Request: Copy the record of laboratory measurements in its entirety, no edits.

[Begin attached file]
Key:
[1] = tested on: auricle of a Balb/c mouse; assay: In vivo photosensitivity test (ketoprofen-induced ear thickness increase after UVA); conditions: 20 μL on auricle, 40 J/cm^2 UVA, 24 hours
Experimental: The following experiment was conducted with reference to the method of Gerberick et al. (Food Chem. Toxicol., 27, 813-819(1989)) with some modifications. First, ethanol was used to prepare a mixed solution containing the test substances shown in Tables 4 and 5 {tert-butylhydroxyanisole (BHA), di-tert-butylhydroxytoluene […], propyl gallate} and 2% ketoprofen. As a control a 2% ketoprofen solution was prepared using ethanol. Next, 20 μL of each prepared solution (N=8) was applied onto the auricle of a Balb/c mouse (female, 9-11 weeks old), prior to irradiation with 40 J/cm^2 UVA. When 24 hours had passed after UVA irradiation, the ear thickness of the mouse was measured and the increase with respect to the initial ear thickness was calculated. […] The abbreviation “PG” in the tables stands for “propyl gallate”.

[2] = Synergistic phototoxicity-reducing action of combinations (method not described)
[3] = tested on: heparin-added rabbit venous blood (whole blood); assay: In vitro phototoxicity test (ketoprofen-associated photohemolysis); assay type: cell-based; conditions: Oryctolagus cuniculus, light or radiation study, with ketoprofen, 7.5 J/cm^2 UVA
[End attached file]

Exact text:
Key:
[1] = tested on: auricle of a Balb/c mouse; assay: In vivo photosensitivity test (ketoprofen-induced ear thickness increase after UVA); conditions: 20 μL on auricle, 40 J/cm^2 UVA, 24 hours
Experimental: The following experiment was conducted with reference to the method of Gerberick et al. (Food Chem. Toxicol., 27, 813-819(1989)) with some modifications. First, ethanol was used to prepare a mixed solution containing the test substances shown in Tables 4 and 5 {tert-butylhydroxyanisole (BHA), di-tert-butylhydroxytoluene […], propyl gallate} and 2% ketoprofen. As a control a 2% ketoprofen solution was prepared using ethanol. Next, 20 μL of each prepared solution (N=8) was applied onto the auricle of a Balb/c mouse (female, 9-11 weeks old), prior to irradiation with 40 J/cm^2 UVA. When 24 hours had passed after UVA irradiation, the ear thickness of the mouse was measured and the increase with respect to the initial ear thickness was calculated. […] The abbreviation “PG” in the tables stands for “propyl gallate”.

[2] = Synergistic phototoxicity-reducing action of combinations (method not described)
[3] = tested on: heparin-added rabbit venous blood (whole blood); assay: In vitro phototoxicity test (ketoprofen-associated photohemolysis); assay type: cell-based; conditions: Oryctolagus cuniculus, light or radiation study, with ketoprofen, 7.5 J/cm^2 UVA